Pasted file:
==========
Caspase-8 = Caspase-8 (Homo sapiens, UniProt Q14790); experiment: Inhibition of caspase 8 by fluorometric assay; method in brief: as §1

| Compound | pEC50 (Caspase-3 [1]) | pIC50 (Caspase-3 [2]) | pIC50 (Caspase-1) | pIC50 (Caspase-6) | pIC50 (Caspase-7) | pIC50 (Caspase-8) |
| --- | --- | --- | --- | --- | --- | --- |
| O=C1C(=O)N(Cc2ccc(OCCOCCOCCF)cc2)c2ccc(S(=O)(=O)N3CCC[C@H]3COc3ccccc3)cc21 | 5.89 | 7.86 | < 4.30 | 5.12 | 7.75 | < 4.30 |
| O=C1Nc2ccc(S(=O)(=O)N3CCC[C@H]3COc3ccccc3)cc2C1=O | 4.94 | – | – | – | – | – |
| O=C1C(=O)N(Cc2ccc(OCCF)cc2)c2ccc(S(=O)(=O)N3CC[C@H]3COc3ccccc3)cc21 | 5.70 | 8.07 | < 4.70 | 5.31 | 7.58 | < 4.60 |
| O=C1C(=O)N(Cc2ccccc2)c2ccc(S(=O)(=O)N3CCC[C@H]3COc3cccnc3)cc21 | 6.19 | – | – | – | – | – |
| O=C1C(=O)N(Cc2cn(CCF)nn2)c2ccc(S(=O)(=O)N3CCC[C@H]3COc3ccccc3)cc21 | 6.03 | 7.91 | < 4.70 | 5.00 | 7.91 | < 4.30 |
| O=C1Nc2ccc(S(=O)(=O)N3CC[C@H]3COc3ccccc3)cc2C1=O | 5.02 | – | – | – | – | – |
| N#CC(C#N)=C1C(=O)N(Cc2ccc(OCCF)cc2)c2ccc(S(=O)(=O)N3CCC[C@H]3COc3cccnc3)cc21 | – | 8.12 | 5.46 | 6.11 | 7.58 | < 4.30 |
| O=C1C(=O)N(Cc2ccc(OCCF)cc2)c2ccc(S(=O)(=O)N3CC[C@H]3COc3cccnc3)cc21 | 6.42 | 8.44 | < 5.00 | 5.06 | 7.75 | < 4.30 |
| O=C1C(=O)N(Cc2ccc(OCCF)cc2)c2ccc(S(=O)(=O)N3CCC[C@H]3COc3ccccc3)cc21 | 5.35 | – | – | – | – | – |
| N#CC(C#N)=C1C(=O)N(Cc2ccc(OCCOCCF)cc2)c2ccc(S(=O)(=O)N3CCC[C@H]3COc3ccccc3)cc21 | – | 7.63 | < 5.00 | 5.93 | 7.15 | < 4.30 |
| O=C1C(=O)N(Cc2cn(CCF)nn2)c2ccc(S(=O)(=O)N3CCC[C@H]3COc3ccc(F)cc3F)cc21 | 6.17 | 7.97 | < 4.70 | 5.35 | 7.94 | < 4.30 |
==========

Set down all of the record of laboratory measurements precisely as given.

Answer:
Caspase-8 = Caspase-8 (Homo sapiens, UniProt Q14790); experiment: Inhibition of caspase 8 by fluorometric assay; method in brief: as §1

| Compound | pEC50 (Caspase-3 [1]) | pIC50 (Caspase-3 [2]) | pIC50 (Caspase-1) | pIC50 (Caspase-6) | pIC50 (Caspase-7) | pIC50 (Caspase-8) |
| --- | --- | --- | --- | --- | --- | --- |
| O=C1C(=O)N(Cc2ccc(OCCOCCOCCF)cc2)c2ccc(S(=O)(=O)N3CCC[C@H]3COc3ccccc3)cc21 | 5.89 | 7.86 | < 4.30 | 5.12 | 7.75 | < 4.30 |
| O=C1Nc2ccc(S(=O)(=O)N3CCC[C@H]3COc3ccccc3)cc2C1=O | 4.94 | – | – | – | – | – |
| O=C1C(=O)N(Cc2ccc(OCCF)cc2)c2ccc(S(=O)(=O)N3CC[C@H]3COc3ccccc3)cc21 | 5.70 | 8.07 | < 4.70 | 5.31 | 7.58 | < 4.60 |
| O=C1C(=O)N(Cc2ccccc2)c2ccc(S(=O)(=O)N3CCC[C@H]3COc3cccnc3)cc21 | 6.19 | – | – | – | – | – |
| O=C1C(=O)N(Cc2cn(CCF)nn2)c2ccc(S(=O)(=O)N3CCC[C@H]3COc3ccccc3)cc21 | 6.03 | 7.91 | < 4.70 | 5.00 | 7.91 | < 4.30 |
| O=C1Nc2ccc(S(=O)(=O)N3CC[C@H]3COc3ccccc3)cc2C1=O | 5.02 | – | – | – | – | – |
| N#CC(C#N)=C1C(=O)N(Cc2ccc(OCCF)cc2)c2ccc(S(=O)(=O)N3CCC[C@H]3COc3cccnc3)cc21 | – | 8.12 | 5.46 | 6.11 | 7.58 | < 4.30 |
| O=C1C(=O)N(Cc2ccc(OCCF)cc2)c2ccc(S(=O)(=O)N3CC[C@H]3COc3cccnc3)cc21 | 6.42 | 8.44 | < 5.00 | 5.06 | 7.75 | < 4.30 |
| O=C1C(=O)N(Cc2ccc(OCCF)cc2)c2ccc(S(=O)(=O)N3CCC[C@H]3COc3ccccc3)cc21 | 5.35 | – | – | – | – | – |
| N#CC(C#N)=C1C(=O)N(Cc2ccc(OCCOCCF)cc2)c2ccc(S(=O)(=O)N3CCC[C@H]3COc3ccccc3)cc21 | – | 7.63 | < 5.00 | 5.93 | 7.15 | < 4.30 |
| O=C1C(=O)N(Cc2cn(CCF)nn2)c2ccc(S(=O)(=O)N3CCC[C@H]3COc3ccc(F)cc3F)cc21 | 6.17 | 7.97 | < 4.70 | 5.35 | 7.94 | < 4.30 |